Charles has died now, but after our meeting he wrote me a letter. It said: “Shaking your hand was an honour and with that handshake we said more about peace than anything else ever could. On Sunday, I shall think of you, old comrade.”
Now, finally, I feel I can talk about those times. I’ve even written a book about my life and they say that makes me the oldest ever first-time author. Isn’t that something? I hope it helps people understand how the young men of my generation suffered.
I was conscripted into the 7th Duke of Cornwall’s Light Infantry in 1916, by which time enthusiasm for the war had fallen away. I knew when I watched the White Cliffs receding as I sailed for France that I might never see England again.
I was put in a Lewis gun crew with three others and we became a very close team by the time we were ordered up to the front line during the Battle of Passchendaele. It was August 16, 1917, and just a couple of months after my 19th birthday.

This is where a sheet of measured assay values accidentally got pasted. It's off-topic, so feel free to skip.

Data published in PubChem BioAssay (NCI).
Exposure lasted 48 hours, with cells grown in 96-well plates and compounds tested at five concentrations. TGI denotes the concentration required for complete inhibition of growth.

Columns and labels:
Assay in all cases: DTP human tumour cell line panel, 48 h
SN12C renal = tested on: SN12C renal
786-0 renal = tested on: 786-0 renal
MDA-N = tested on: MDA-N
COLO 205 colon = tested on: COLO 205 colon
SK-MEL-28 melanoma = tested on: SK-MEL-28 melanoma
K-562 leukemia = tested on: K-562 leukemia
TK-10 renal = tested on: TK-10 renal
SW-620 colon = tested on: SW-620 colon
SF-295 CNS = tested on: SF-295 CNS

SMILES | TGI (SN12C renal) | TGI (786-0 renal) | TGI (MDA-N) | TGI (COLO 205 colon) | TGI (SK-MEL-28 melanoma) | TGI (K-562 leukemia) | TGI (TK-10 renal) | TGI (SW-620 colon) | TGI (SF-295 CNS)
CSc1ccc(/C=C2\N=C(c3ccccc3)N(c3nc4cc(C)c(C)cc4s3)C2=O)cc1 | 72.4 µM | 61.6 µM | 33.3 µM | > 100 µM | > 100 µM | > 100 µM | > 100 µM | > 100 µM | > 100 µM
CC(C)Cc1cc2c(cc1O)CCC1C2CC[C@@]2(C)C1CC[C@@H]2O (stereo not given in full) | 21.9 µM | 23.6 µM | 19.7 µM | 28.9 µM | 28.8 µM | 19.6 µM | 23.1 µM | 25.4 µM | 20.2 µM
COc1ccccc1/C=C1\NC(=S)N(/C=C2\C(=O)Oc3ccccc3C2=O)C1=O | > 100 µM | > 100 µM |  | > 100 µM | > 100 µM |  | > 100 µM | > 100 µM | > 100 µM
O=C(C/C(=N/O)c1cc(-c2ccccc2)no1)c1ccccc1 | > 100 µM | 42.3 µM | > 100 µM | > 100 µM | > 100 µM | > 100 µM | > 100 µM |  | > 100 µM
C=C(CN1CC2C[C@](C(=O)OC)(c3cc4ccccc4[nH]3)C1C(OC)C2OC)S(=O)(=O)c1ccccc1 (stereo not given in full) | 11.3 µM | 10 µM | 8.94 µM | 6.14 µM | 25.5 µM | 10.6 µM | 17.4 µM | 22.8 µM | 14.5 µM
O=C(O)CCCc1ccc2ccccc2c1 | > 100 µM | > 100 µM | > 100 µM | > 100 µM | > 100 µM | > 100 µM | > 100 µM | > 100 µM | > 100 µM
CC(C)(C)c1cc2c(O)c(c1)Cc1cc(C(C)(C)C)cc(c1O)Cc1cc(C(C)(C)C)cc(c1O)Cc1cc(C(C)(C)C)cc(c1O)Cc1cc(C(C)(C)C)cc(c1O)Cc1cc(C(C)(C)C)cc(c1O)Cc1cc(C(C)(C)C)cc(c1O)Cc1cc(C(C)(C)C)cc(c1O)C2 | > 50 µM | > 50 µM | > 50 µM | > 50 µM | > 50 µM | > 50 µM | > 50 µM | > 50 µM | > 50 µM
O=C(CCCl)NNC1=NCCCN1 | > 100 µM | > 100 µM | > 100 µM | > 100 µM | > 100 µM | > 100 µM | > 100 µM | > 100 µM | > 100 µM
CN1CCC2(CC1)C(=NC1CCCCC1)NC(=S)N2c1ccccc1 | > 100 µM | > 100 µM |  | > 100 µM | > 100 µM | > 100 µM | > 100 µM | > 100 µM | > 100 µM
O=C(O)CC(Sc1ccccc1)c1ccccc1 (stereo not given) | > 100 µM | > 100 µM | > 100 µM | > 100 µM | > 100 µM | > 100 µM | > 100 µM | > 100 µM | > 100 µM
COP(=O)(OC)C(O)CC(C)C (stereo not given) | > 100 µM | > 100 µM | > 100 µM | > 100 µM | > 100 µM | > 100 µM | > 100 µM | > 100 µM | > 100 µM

It doesn’t matter how much training you’ve had, you can’t prepare for the reality of the front line – the noise, the filth, the uncertainty, the casualties, the call for stretcher-bearers.
Exactly 90 years later, in July this year, I returned to that very spot with The Mail on Sunday. There, in the sleepy Flanders countryside, I stared out at what was once No Man’s Land and it all came back to me.
The bombardment like non-stop claps of thunder, the ground we had to cover, the stench of rotting bodies who would never be buried.
You lived in fear and counted the hours. You saw the sun rise, hopefully you’d see it set. If you saw it set, you hoped to see it rise. Some men would, some wouldn’t.
Then the war, for me, suddenly came to an end. We were crossing open ground at Pilckem Ridge on September 22. In my mind, I can still see the shell explosion that took three of my pals and nearly did for me too.
I wasn’t told until later that the three behind me had been blown to pieces. My reaction was terrible and it’s still difficult to explain. It was like losing part of my life. The friendship you have during a war, it’s almost like love.
It was because of those three men that I did not speak about the war for most of my life. It was too painful. Today I have forgiven the men who killed them – they were in the same position as us. I find it harder, though, to forgive the politicians.
Somebody told me the other day that at homecoming parades for our men in Iraq and Afghanistan, barely anyone turns up. I was shocked. Even in our day there would at least be some kind of welcome.